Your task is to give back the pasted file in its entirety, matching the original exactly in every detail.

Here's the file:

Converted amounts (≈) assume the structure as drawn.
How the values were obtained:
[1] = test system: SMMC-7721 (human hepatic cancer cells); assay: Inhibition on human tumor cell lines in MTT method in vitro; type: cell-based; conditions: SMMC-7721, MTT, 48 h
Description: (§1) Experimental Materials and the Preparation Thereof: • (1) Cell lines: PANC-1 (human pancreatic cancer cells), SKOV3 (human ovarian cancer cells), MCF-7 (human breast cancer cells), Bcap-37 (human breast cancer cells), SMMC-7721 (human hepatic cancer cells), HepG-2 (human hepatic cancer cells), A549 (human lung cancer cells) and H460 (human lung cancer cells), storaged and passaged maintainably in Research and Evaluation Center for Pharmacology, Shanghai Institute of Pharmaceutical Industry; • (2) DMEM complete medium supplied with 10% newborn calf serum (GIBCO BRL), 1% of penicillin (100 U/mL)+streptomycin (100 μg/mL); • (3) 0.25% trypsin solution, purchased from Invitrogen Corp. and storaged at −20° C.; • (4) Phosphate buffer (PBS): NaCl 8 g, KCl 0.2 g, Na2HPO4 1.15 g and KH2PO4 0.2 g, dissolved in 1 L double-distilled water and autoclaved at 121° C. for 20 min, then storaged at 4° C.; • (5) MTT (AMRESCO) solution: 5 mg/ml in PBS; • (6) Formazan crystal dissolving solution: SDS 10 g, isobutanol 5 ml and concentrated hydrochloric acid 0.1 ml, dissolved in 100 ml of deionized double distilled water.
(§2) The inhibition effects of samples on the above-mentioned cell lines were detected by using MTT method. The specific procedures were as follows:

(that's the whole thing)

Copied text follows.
Converted amounts (≈) assume the structure as drawn.
How the values were obtained:
[1] = test system: SMMC-7721 (human hepatic cancer cells); assay: Inhibition on human tumor cell lines in MTT method in vitro; type: cell-based; conditions: SMMC-7721, MTT, 48 h
Description: (§1) Experimental Materials and the Preparation Thereof: • (1) Cell lines: PANC-1 (human pancreatic cancer cells), SKOV3 (human ovarian cancer cells), MCF-7 (human breast cancer cells), Bcap-37 (human breast cancer cells), SMMC-7721 (human hepatic cancer cells), HepG-2 (human hepatic cancer cells), A549 (human lung cancer cells) and H460 (human lung cancer cells), storaged and passaged maintainably in Research and Evaluation Center for Pharmacology, Shanghai Institute of Pharmaceutical Industry; • (2) DMEM complete medium supplied with 10% newborn calf serum (GIBCO BRL), 1% of penicillin (100 U/mL)+streptomycin (100 μg/mL); • (3) 0.25% trypsin solution, purchased from Invitrogen Corp. and storaged at −20° C.; • (4) Phosphate buffer (PBS): NaCl 8 g, KCl 0.2 g, Na2HPO4 1.15 g and KH2PO4 0.2 g, dissolved in 1 L double-distilled water and autoclaved at 121° C. for 20 min, then storaged at 4° C.; • (5) MTT (AMRESCO) solution: 5 mg/ml in PBS; • (6) Formazan crystal dissolving solution: SDS 10 g, isobutanol 5 ml and concentrated hydrochloric acid 0.1 ml, dissolved in 100 ml of deionized double distilled water.
(§2) The inhibition effects of samples on the above-mentioned cell lines were detected by using MTT method. The specific procedures were as follows: